Around 7pm, I was heading home in the BART with a splitting headache after a frustrating day at work ( one of those days :), so I check out my twitter feed on my Android and I see the pattern. Yeah, ok, I say to myself, "each line is half the previous", but only if the number is 2. Why begin with a 2 ? So I put in a 3, and guess what, the whole thing falls apart! You can't halve 3^4 = 81 to get 3^3 = 27. The whole thing makes no sense and works for a very specific example of 2. So I write back -

Should have been obvious upon a moment of reflection.

In fact, replace these 2's & 3s with a k, and a k-inverse will do the trick.

I went to bed thinking the whole thing was too cute, but clearly not a proof.

But then, what is a proof ?

As a math major, we have this notion that a math problem is the enemy, and a proof is a weapon. So you use the weapon to make the enemy submit to you. Sometimes I think math problems are the enemy fortresses, to be blown up by a tank, which obviously is the proof.

This sort of vivid imagery is not unique to me - Supposedly, Alfred Einstein had problems with Algebra in high school. He couldn't solve equations with x in them. You know, the kinds like 2x+3 = 5, solve for x etc. "What is x ?" Einstein wondered. x is 1, said his teacher. But he didn't see it. Finally, his teacher understood that he didn't understand the concept of an equation!

So Einstein's Algebra teacher told him "x is an animal in the forest. You can't see its face. The animal is running away and you chase after it. Finally you hunt it down & you now see the animal! That's your x !! " That's how Einstein understood what the whole deal was, and went on to win the Nobel etc...

But proofs don't have to be weapons. Proofs can be an object of persuasion. We often insist on rigor at the expense of insight. This is a mistake.

Most mathematicians don't proceed by assembling one rigorous theorem after another to arrive at the final proof - even though that's the exact impression you get when you read any math paper. A typical math paper will state the problem in say proposition 8.1, then quote a few lemmas & axioms 8.2a, 8.2b, 8.2c, then infer a few theorems 8.3, 8.4 leading up to 8.17 which then completes the proof. You read the whole thing & exclaim "Wow! How did the guy know he had to start with this particular axiom & move on to that particular theorem & from there to the next one ? The chain of reasoning is mind boggling! I could never do that!!"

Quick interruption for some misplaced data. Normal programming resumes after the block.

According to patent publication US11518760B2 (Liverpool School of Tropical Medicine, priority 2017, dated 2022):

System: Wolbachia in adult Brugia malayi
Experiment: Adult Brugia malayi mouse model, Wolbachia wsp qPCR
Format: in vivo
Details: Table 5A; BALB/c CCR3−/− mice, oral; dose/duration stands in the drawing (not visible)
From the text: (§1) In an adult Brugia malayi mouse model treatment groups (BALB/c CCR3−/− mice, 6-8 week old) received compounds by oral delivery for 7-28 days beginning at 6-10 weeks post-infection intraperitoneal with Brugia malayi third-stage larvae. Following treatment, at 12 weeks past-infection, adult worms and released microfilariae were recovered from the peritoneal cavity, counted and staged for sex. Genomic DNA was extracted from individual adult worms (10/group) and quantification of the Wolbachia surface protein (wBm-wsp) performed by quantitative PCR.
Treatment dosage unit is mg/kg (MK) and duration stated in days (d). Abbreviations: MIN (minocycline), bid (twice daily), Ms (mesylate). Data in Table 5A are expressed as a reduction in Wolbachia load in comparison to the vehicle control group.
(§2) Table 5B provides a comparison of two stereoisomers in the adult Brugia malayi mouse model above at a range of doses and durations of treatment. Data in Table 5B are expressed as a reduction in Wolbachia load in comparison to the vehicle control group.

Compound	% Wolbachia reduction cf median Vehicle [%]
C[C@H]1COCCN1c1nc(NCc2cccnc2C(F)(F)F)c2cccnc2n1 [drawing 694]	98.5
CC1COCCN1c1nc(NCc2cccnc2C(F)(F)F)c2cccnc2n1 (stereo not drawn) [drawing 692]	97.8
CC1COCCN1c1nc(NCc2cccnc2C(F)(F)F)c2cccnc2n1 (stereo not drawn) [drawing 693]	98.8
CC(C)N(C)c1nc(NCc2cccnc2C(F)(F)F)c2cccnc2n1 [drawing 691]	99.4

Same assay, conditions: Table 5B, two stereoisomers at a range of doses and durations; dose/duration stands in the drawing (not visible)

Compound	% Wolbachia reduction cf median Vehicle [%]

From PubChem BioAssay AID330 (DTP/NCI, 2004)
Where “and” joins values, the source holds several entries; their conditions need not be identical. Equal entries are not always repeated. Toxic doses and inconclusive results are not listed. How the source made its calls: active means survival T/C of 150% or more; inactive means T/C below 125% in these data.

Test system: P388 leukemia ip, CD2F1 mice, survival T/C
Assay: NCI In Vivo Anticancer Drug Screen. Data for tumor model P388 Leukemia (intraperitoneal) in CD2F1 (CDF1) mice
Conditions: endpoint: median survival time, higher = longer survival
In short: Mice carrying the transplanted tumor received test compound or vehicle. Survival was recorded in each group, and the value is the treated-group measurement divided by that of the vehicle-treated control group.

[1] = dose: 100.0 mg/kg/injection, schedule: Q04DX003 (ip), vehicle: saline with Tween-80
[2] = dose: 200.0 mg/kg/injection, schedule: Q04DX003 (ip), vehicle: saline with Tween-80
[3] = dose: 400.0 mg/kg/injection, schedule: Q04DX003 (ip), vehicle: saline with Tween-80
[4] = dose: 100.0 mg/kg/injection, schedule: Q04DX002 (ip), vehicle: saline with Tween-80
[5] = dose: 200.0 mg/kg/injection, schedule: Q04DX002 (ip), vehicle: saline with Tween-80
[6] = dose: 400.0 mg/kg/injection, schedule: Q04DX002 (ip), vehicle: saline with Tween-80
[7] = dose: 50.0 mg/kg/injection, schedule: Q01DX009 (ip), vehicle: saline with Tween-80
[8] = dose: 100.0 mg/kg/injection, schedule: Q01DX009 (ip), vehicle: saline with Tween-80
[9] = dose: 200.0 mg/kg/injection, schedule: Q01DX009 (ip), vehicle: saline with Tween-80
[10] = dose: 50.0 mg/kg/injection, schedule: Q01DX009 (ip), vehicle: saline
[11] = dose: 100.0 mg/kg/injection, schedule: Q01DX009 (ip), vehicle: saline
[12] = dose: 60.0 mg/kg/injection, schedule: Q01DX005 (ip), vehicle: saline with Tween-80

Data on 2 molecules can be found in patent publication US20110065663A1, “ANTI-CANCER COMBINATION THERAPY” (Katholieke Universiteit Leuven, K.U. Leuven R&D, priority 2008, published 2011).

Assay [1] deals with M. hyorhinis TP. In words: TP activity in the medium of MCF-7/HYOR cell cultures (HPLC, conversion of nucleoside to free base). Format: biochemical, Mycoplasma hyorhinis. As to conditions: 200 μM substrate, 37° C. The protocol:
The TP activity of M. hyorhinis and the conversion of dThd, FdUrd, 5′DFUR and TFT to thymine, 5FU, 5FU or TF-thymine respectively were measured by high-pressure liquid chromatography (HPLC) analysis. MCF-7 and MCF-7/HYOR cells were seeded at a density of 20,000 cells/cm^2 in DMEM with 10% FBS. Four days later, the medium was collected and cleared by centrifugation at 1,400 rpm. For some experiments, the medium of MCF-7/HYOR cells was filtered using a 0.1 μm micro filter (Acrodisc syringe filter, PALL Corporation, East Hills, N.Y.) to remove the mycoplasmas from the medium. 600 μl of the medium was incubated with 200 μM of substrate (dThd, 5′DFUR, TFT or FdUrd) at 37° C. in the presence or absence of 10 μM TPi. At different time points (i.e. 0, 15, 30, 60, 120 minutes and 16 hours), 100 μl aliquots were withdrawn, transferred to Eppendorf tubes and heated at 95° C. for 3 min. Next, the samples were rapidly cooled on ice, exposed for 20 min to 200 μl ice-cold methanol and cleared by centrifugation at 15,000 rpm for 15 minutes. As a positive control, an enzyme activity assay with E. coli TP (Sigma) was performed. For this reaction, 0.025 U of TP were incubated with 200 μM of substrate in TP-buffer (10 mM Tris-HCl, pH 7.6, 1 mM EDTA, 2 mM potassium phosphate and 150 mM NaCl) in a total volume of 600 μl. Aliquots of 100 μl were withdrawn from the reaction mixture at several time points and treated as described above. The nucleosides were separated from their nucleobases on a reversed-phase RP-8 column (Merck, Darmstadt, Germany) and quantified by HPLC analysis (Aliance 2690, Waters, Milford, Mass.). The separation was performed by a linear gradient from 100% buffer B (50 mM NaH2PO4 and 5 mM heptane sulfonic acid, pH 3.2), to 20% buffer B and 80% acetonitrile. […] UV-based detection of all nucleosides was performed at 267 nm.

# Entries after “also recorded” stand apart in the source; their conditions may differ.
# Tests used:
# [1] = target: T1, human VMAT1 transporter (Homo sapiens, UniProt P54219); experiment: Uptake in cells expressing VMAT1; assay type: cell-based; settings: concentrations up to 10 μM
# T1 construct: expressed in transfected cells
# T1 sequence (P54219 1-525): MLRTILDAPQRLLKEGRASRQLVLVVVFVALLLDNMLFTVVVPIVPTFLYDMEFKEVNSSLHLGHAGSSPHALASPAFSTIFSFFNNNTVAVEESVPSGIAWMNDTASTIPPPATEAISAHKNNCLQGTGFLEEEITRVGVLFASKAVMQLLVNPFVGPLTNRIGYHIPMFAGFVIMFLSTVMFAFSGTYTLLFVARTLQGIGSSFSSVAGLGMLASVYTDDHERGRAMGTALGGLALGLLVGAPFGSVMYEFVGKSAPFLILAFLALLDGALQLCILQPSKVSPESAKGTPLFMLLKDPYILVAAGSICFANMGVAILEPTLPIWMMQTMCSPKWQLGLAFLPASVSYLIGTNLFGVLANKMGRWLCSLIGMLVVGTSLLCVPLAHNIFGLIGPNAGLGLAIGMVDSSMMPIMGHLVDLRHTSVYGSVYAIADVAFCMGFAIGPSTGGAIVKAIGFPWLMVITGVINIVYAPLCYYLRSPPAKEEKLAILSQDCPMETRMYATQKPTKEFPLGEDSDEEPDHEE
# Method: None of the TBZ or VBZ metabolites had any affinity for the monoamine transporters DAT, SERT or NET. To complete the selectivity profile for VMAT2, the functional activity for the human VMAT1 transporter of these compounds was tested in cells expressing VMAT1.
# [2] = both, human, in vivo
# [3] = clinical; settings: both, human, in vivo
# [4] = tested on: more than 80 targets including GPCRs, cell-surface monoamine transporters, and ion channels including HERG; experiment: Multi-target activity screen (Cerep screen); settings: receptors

However, that's just presentation for the purposes of publishing in the AMS/MAA, for tenure, etc :) How one arrives at the theorem-chain is mostly through rough heuristics, pattern matching & a feel for the territory. The pattern that Dr. Strogatz presented above is far more valuable than any rigorous proof. Its a simple magical intuitive pattern! You will remember it a decade from now. I sure will!

I recall this problem posed in a college math exam -

2.7^1.01 - 2.7*1.01 is closest to

a. 0.5

b. 0.1

c. 0

d. -0.6

e. -0.09

No calculators, of course!

I walked around with a smile the entire day because I was the only student who got that right !!!

Now, the problem seems quite opaque. The typical reasoning goes thusly - What's so special about 2.7 and 1.01 ? So if I exponentiate 2.7 with 1.01, ok I'll probably get something very close to 2.7. If I multiply 2.7 with 1.01 I will also get something very close to 2.7. But clearly they won't be equal! I mean, exponentiation is not multiplication! One will be larger than the other. So there'll be a difference. So clearly c isn't the answer. Now the question is, will the difference be positive or negative ? Well, exponentiation is clearly more "powerful" than mere multiplication. So the answer is either a or b.

So roughly 50% of the student population picks a, and the other 50% picks b and they all get it wrong!

Say you are a diligent math major.

So you spot that 2.7 is really very close to e ie. the base of the natural logarithm!

You think you've got it now, but you still don't!

e^1.01 - 1.01*e = ???

Now ofcourse, if you think Calculus, you stand a chance.

What do we know about e with regards to Calculus ?

Well, the most obvious fact is that e^x is the only function whose derivatives & integrals preserve the function.

So you differentiate e^x, you get back e^x.

Well, that's a LOT of hints, so I'll let you figure out the solution one more time. If you don't see it, scroll down the page for an Aha! moment !!!

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Ok, so you give up!

Here we go.

What's a derivative of a function a some point ? Well, you tweak the function very slightly around the point ie. just move a little bit to the right ( or the left) of the point. Evaluate the function at this new position. Take the difference and divide by the tweak amount.

So say you want the derivative of e^x around 1, you would move a little bit to the right say 1.01.

Now evaluate e^x at this new point 1.01

That's e^1.01

Now take the difference with your original point

So you get e^1.01 - e

Now divide by the tweak amount 0.01

So (e^1.01 - e)/0.01

So there's your derivative of e^x at 1 ( a very good approximation )

But what is the derivative of e^x at 1 ? Why, its simply e^x evaluated at 1 !

So (e^1.01 - e)/0.01 = e^1

ie. e^1.01 - e = 0.01*e

ie. e^1.01 = 1.01*e

Voila!

So you should expect the numbers to be very, very close.

Which means

2.7^1.01 - 2.7*1.01 is closest to

c. 0

That's your Aha! moment right there!

Indeed!

If you still don't believe me, here's some scala

scala> math.pow(2.7,1.01)-2.7*1.01

res3: Double = -4.857595395302283 E-5

So the difference is very, very small. Definitely closest to 0 than to 0.1 or any of those other choices.

I will let Patrick Honner, a math teacher extraordinaire, have the last word -